Michael H. Gladstone and J. Matthew Haynes, Jr. Obtained Successful Case Win
January 4, 2016 08:31 AM
Michael H. Gladstone, Director at McCandlish Holton, and J. Matthew Haynes, Jr., Director at McCandlish Holton, recently obtained a successful case win for Big Lots Stores, Inc. Here are details of the case:
Shayna Palmer v. Big Lots Stores, Inc.
United States District Court for the Eastern District of Virginia, Richmond Division,
Case no.: 3:14-cv-00276-JRS
McCandlish Holton P.C., Richmond, Virginia
J. Matthew Haynes, Jr. (Director)
Michael H. Gladstone (Director)
The plaintiff in this premises liability, head-injury suit, claimed boxed artificial Christmas trees were negligently stacked, fell from a storage shelf, and struck her in the head at a Big Lots store on December 8, 2012. Palmer was initially diagnosed with a mild concussion and released. Over the next several months she complained of cognitive symptoms later attributed by her experts to post-concussive syndrome and related seizure activity.
After engagement of counsel in early 2013, Palmer underwent extensive psychiatric, psychological, physical therapy, and occupational therapy treatments by a team of 6 medical and other experts. The principal medical witness was expected to testify that Palmer suffered diffuse axonal injury and that untreated “post-traumatic seizure focus” went untreated, causing a permanent “post-TBI neuropsychiatric disorder.” Palmer’s experts recommended she undergo 12 to 18 months of residential neuro-rehabilitation treatments, and opined that her ability to obtain gainful employment or live independently was “non-existent.” Palmer’s life care plan totaled between $10 and $20 million. She claimed an additional $980,000 in lost earning capacity.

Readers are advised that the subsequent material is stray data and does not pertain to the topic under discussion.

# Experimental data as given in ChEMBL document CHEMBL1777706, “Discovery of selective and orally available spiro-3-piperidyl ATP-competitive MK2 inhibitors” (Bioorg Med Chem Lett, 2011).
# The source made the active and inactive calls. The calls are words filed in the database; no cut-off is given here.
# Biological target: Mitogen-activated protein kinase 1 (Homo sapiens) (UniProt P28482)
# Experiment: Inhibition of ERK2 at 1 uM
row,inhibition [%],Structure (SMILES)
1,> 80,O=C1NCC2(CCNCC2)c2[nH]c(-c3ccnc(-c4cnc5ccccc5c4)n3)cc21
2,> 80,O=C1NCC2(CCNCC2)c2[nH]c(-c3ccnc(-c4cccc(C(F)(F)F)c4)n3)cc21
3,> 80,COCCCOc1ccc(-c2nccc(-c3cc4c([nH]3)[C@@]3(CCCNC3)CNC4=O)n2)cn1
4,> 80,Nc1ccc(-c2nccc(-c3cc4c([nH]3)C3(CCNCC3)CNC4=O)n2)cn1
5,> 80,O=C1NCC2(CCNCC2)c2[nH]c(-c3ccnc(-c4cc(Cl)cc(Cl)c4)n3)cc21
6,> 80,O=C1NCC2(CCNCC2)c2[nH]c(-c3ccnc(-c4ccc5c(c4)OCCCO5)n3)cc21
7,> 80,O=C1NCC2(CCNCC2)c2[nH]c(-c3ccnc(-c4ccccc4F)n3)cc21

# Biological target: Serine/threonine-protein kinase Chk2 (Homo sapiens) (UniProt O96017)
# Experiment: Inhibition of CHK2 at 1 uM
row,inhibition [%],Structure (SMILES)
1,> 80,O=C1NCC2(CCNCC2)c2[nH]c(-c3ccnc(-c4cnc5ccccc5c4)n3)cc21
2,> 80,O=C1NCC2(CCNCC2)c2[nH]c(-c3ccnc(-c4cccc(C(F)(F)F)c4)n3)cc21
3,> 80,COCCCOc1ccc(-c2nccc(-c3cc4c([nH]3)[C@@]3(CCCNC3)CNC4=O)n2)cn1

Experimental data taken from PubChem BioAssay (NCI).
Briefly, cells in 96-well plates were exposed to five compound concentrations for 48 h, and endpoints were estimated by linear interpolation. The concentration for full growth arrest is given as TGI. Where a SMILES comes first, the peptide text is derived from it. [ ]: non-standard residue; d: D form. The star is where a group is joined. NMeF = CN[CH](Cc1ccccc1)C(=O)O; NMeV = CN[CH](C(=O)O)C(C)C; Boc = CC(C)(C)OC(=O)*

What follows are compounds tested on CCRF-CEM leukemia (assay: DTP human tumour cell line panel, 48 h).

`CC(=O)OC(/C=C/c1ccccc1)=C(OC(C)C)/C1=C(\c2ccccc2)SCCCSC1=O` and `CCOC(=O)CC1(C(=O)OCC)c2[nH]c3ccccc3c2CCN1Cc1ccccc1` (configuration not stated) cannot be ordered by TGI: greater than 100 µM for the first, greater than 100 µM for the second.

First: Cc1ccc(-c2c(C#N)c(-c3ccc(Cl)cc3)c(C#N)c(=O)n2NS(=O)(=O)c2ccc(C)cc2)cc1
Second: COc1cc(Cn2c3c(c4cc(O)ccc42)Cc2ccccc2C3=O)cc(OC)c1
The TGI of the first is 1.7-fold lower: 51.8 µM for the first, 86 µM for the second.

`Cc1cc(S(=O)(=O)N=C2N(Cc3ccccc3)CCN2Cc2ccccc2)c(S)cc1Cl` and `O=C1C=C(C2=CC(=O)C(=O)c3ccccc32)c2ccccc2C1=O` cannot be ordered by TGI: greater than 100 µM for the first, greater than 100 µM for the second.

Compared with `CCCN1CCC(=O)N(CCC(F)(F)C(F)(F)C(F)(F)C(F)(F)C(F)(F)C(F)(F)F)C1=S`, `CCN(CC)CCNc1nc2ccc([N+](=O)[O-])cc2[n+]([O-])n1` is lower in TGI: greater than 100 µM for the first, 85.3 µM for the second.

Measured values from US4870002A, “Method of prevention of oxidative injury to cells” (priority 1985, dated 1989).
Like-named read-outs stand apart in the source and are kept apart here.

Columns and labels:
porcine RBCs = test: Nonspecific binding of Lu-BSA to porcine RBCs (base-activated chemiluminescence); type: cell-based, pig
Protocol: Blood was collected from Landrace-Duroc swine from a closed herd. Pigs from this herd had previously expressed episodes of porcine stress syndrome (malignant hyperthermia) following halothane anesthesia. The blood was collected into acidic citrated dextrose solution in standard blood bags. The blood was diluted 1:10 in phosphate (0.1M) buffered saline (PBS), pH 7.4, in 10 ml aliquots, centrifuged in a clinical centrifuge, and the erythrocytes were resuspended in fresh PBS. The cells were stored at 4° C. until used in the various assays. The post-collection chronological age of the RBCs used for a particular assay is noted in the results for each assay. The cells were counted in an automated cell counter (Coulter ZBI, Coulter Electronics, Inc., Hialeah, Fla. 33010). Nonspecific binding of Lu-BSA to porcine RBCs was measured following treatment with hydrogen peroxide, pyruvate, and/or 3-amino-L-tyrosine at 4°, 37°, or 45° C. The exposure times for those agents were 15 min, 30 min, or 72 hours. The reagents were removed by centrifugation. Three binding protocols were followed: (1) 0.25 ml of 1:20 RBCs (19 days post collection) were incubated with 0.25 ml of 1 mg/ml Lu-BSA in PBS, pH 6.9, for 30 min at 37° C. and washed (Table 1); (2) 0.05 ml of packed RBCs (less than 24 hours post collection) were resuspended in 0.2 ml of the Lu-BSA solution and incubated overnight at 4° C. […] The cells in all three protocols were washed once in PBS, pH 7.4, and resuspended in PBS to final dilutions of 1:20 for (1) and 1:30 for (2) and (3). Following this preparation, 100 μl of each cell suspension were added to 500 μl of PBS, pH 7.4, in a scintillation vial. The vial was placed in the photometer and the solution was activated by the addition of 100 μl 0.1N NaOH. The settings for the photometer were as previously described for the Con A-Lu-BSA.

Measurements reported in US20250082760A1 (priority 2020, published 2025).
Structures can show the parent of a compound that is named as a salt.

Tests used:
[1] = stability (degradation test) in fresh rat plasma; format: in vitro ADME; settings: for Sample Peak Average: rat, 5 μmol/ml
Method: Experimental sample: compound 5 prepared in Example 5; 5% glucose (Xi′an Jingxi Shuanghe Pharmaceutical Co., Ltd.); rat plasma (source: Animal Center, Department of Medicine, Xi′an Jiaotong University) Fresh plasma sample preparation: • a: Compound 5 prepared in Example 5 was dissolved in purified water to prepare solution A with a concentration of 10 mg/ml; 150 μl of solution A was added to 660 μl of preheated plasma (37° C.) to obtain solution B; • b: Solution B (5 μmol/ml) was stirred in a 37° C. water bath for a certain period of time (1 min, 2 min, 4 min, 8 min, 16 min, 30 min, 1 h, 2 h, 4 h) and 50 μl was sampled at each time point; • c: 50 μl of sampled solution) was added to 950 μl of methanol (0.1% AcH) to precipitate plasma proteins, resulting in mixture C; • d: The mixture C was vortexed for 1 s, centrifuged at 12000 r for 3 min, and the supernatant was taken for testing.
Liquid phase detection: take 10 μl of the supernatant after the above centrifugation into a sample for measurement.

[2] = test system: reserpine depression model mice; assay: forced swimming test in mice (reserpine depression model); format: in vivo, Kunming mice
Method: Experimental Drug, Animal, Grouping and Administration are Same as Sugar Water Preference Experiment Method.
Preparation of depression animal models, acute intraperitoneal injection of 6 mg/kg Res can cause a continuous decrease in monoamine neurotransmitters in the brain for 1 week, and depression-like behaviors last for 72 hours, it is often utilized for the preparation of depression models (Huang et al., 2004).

Palmer filed suit in Virginia state court on December 18, 2013, seeking only $50,000. Her Complaint alleged “serious” injuries, but omitted any mention of, or allusion to, a head injury. On April 18, 2014, after damage oriented discovery, Big Lots removed the case to the USDC, EDVA, and simultaneously filed a Rule 68 Offer of Judgment for $75,000. Palmer acquiesced to federal jurisdiction and increased her ad damnum to $20 million.
As to liability Big Lots focused on Palmer’s lack of evidence of how and why the event occurred and her admissions, revealed through social media discovery, that a third party caused the box(es) to fall. Big Lots’ expert, Lawrence Dinoff, AIA, NCARB, opined the shelves were properly constructed, that plaintiff’s expert’s negligence theory was unfounded, and the boxed Christmas trees were stored in compliance with industry standards.
As to damages, Big Lots assembled an expert team to rebut the medical and damage opinions expressed by the plaintiff’s experts. The damage defense focused on the absence of any actual permanent injury and cognitive sequelae to Palmer. Painstaking analysis of a multitude of social media and other ESI proved this aspect of the case.
Big Lots moved to exclude Palmer’s liability expert and for summary judgment which the court granted in early 2015. In finding for Big Lots, the court expressly rejected Palmer’s argument that she should have a reduced burden of proof under a “foreseeability standard of liability.” The court found that even if Palmer had evidence of a dangerous condition, which she did not, Palmer provided no evidence that Big Lots had notice of the condition. On November 5, 2015, the Fourth Circuit affirmed the trial court, and on December 22, 2015, it denied Palmer’s request for rehearing.